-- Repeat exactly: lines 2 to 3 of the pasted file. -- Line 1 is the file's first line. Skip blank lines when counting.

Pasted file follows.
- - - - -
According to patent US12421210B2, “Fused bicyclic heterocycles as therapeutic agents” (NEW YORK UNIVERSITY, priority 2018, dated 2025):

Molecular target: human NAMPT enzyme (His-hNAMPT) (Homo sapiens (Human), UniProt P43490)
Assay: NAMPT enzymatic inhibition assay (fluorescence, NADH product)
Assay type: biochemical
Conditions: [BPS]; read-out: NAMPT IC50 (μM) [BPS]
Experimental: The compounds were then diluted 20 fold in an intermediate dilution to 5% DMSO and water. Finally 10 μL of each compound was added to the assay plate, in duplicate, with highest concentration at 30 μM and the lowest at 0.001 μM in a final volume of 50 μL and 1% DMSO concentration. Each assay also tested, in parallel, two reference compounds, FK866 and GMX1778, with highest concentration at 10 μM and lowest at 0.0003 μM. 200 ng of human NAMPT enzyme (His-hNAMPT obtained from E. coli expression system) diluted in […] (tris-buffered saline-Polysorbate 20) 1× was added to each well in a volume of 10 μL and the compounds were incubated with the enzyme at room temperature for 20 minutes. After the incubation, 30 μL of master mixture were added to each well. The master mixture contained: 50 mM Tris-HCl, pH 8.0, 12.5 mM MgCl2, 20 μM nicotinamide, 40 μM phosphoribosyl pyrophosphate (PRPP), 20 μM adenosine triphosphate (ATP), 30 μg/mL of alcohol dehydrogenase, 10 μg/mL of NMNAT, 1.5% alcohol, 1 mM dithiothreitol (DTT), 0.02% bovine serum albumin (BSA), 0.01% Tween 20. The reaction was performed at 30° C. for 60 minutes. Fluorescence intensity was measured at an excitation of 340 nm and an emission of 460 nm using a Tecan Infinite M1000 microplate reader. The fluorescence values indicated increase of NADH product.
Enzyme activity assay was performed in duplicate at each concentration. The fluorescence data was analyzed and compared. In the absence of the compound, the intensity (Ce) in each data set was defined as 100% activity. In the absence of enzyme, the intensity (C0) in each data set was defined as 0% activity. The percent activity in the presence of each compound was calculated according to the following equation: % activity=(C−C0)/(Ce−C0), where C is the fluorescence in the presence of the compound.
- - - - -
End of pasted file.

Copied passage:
Molecular target: human NAMPT enzyme (His-hNAMPT) (Homo sapiens (Human), UniProt P43490)
Assay: NAMPT enzymatic inhibition assay (fluorescence, NADH product)